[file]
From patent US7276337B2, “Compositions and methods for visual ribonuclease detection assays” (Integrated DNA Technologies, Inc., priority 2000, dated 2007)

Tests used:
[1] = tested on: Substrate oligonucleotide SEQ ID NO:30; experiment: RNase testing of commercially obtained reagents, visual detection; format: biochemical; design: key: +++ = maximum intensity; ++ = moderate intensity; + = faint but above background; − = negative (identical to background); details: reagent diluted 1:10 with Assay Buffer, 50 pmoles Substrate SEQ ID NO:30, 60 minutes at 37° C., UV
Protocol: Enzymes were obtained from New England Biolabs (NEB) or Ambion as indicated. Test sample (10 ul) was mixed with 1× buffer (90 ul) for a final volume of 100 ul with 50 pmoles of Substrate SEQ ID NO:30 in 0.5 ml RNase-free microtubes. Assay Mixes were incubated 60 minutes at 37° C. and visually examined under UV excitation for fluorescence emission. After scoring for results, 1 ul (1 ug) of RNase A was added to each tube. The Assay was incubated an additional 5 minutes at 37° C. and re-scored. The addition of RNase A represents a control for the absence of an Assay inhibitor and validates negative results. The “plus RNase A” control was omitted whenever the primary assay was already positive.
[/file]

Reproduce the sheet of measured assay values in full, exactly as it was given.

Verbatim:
From patent US7276337B2, “Compositions and methods for visual ribonuclease detection assays” (Integrated DNA Technologies, Inc., priority 2000, dated 2007)

Tests used:
[1] = tested on: Substrate oligonucleotide SEQ ID NO:30; experiment: RNase testing of commercially obtained reagents, visual detection; format: biochemical; design: key: +++ = maximum intensity; ++ = moderate intensity; + = faint but above background; − = negative (identical to background); details: reagent diluted 1:10 with Assay Buffer, 50 pmoles Substrate SEQ ID NO:30, 60 minutes at 37° C., UV
Protocol: Enzymes were obtained from New England Biolabs (NEB) or Ambion as indicated. Test sample (10 ul) was mixed with 1× buffer (90 ul) for a final volume of 100 ul with 50 pmoles of Substrate SEQ ID NO:30 in 0.5 ml RNase-free microtubes. Assay Mixes were incubated 60 minutes at 37° C. and visually examined under UV excitation for fluorescence emission. After scoring for results, 1 ul (1 ug) of RNase A was added to each tube. The Assay was incubated an additional 5 minutes at 37° C. and re-scored. The addition of RNase A represents a control for the absence of an Assay inhibitor and validates negative results. The “plus RNase A” control was omitted whenever the primary assay was already positive.